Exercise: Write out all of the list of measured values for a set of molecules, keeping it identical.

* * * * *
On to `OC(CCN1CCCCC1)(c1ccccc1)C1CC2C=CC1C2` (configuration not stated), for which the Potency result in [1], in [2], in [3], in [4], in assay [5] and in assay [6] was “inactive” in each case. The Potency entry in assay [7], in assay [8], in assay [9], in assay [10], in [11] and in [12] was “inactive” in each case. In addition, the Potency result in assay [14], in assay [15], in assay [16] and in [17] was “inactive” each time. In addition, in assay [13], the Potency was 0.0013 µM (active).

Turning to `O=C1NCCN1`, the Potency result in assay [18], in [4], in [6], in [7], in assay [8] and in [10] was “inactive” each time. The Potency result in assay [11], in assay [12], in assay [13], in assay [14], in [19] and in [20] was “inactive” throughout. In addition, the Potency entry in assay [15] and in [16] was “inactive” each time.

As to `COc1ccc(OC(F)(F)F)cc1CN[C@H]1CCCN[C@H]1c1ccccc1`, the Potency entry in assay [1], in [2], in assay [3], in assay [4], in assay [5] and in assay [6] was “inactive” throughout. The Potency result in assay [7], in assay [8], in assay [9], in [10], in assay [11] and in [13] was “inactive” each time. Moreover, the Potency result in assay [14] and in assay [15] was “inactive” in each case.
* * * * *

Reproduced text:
On to `OC(CCN1CCCCC1)(c1ccccc1)C1CC2C=CC1C2` (configuration not stated), for which the Potency result in [1], in [2], in [3], in [4], in assay [5] and in assay [6] was “inactive” in each case. The Potency entry in assay [7], in assay [8], in assay [9], in assay [10], in [11] and in [12] was “inactive” in each case. In addition, the Potency result in assay [14], in assay [15], in assay [16] and in [17] was “inactive” each time. In addition, in assay [13], the Potency was 0.0013 µM (active).

Turning to `O=C1NCCN1`, the Potency result in assay [18], in [4], in [6], in [7], in assay [8] and in [10] was “inactive” each time. The Potency result in assay [11], in assay [12], in assay [13], in assay [14], in [19] and in [20] was “inactive” throughout. In addition, the Potency entry in assay [15] and in [16] was “inactive” each time.

As to `COc1ccc(OC(F)(F)F)cc1CN[C@H]1CCCN[C@H]1c1ccccc1`, the Potency entry in assay [1], in [2], in assay [3], in assay [4], in assay [5] and in assay [6] was “inactive” throughout. The Potency result in assay [7], in assay [8], in assay [9], in [10], in assay [11] and in [13] was “inactive” each time. Moreover, the Potency result in assay [14] and in assay [15] was “inactive” in each case.